The Maryland Policy Institute issued a report this summer on the impact of high fee strategies on public pension fund returns. The results are devastating as far as high-fee strategies, both alternative investments like hedge funds, infrastructure funds, and private equity are concerned, as well as active managers. Needless to say, followers of John Bogle would not be surprised, but a horde of pension consultants have apparently succeeded in persuading public pension fund staff and trustees that they can find someone with a hot hand who can deliver them sparking performance…if they are willing to ante up for it.*
I’ve embedded the short, tartly worded paper at the end of the post and urge you to read it in full. It shows the high cost of investing in high fee strategies:
The study also shows that a passive index that mimics the investment allocation of the typical state pension fund outperformed the peer group median by 1.62 percent per year over a five-year period. On an initial $50 billion pension fund, this difference over five years is equivalent to $6.8 billion in foregone income.
The same team performed the same analysis two years ago and got similar results.
Note that this study analyzes only the fees reported in public pension funds’ Annual Comprehensive Financial Reports. That means that both the return and even more so, the fee data is less than complete. We’ll turn to the problems with the returns as far as private equity is concerned shortly and will discuss fees first.
On the fee side, as the fiascoes in recent CalPERS’ Investment Committee meetings have demonstrated, CalPERS, like most of its peers, does not include the profit share mislabeled as “carry fees” in its Comprehensive Annual Financial Report. And it does not report the full management fees in the private equity fees and costs section of its CAFR. It includes only the hard dollar payments, and omits the portion shifted onto portfolio companies via management fee offsets.
And as we wrote earlier this year, standard-setter CEM Benchmarking concluded that virtually all public pension fund expense reporting was out of compliance with applicable accounting standards. From a May post:
CEM also points out that most public pension funds are not complying with government accounting standards in how they report private equity fees and costs, and that based on their benchmaring efforts with the South Carolina Retirement System Investment Commission and foreign investors, most public pension funds are missing at least half of the total costs.
Ex-banker, now private equity researcher Peter Morris confirmed that sorry picture in a quick and dirty look at 15 pension funds. From his draft analysis:
– Two (small) funds disclose both management and performance fees for PE (South Carolina and a smaller Texas fund)
– Nine disclose management fees only (with no mention of portfolio company fees)
– Three fail to break out PE from overall expenses
– Only CalSTRS fails to report even management fees on PE. Until last year it was trying to avoid admitting that it had failed to report the data. As of 2014, it at least comes clean about not reporting even PE management fees. It doesn’t say why it doesn’t report them. The most obvious explanation would be that it simply doesn’t have the data.
Remember that CalSTRS is the second-biggest public pension fund investor in private equity. And here’s an example from CalPERS of how IRR provides misleading results. The first fund in is 57 Stars. It reports an 8.3% IRR but has only returned 20% over its 6-7year life. As one observer said, “At best 3.3% a year ignoring compounding.”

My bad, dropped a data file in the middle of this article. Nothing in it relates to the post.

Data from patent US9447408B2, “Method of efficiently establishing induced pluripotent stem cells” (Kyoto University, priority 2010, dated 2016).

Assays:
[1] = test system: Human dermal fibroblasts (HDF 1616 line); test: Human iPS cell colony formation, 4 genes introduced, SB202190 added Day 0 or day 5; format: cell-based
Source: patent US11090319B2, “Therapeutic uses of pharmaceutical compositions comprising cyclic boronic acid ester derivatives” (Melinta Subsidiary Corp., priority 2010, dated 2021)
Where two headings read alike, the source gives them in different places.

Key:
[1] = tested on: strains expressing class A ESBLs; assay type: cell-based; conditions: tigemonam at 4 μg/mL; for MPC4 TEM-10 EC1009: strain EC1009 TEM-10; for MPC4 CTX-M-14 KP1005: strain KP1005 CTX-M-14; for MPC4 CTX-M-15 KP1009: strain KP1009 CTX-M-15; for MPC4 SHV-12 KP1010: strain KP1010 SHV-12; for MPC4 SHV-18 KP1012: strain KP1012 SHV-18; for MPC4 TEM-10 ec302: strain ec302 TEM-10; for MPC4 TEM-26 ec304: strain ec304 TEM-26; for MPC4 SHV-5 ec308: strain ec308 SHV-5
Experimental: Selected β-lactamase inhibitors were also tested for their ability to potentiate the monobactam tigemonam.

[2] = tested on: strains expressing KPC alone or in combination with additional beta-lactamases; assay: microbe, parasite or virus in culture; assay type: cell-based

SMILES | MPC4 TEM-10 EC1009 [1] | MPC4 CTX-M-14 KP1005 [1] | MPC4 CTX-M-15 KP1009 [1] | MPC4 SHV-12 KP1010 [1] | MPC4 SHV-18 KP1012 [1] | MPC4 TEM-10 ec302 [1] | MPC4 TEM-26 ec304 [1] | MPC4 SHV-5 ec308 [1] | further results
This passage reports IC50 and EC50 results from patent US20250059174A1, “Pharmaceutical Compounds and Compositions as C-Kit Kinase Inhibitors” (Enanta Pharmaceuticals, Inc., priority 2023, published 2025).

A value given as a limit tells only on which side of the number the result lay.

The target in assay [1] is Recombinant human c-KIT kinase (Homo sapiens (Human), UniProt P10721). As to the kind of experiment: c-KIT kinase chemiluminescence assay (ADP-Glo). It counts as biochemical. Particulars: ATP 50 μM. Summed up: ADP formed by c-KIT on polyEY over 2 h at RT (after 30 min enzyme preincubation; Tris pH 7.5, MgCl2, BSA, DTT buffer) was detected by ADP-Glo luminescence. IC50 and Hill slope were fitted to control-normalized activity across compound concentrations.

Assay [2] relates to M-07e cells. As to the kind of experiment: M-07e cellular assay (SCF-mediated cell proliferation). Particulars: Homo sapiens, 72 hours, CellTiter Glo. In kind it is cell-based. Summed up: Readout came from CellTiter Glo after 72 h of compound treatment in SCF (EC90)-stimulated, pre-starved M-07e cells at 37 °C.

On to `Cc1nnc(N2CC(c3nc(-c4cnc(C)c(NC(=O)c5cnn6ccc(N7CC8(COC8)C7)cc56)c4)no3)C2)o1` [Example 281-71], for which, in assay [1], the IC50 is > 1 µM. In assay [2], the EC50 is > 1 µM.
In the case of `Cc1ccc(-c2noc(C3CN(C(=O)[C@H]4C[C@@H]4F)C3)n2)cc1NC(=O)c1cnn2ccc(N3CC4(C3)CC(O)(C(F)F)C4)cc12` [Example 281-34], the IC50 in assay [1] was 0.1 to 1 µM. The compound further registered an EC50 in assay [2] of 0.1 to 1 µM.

Even worse, that 8.3% IRR is almost certain to be reduced in future years. Since PE funds that do well tend to return most of the capital invested early, it’s almost certain that when 57 Stars eventually liquidates its investments, some, and probably most, will be sold at a discount to their current reported values, with persuasive-sounding explanations as to why it made sense to sell at a discount to what they were supposedly worth (that is typical behavior when dealing with portfolio companies that are clearly at a point where they should have been sold already but are still in the fund).
The reason for underscoring the magnitude of fees that are simply ignored in private equity is the fee gouging is directly related to the lackluster performance. As Oxford professor Ludovic Phalippou said via e-mail:
A responsible consultant would take the return evidence seriously and would have also computed the fee bill. The evidence is loud and clear:
Average PE gross of fees returns = 20%
Average PE net of fees returns = 12%
Average listed stock returns = 12%
Instead of arguing to change the benchmark to 3% and go home, why aren’t investors and consultants tackling what seems to be the real issue here!
But even then Phailppou is giving private equity the benefit of the doubt on the investment return side. Private equity does not outpeform when properly measured. Astonishingly, the industry has gotten investors to accept bogus return metrics.
Private equity uses IRR, meaning comparisons with public equity benchmarks are a garbage in, garbage out exercise skewed to favor private equity. McKinsey has criticized the use of IRR for calculating investment returns: “…typical IRR calculations build in reinvestment assumptions that make bad projects look better and good ones look great.” That is particularly true for private equity, since IRR is particularly flattering for investments where high returns are realized early on and doggier ones later. Using public market equivalent, which is an apples to apples comparison, produces a very different picture:
As Eileen Applebaum, the co-author of , said in an e-mail:
PitchBook’s calculation of the PME and IRR for median PE funds of various vintages stops with 2012 vintage since more recent vintages still have few exits and lots of dry powder, making estimates of performance problematic. Very different results for PME and IRR. IRR exaggerates performance.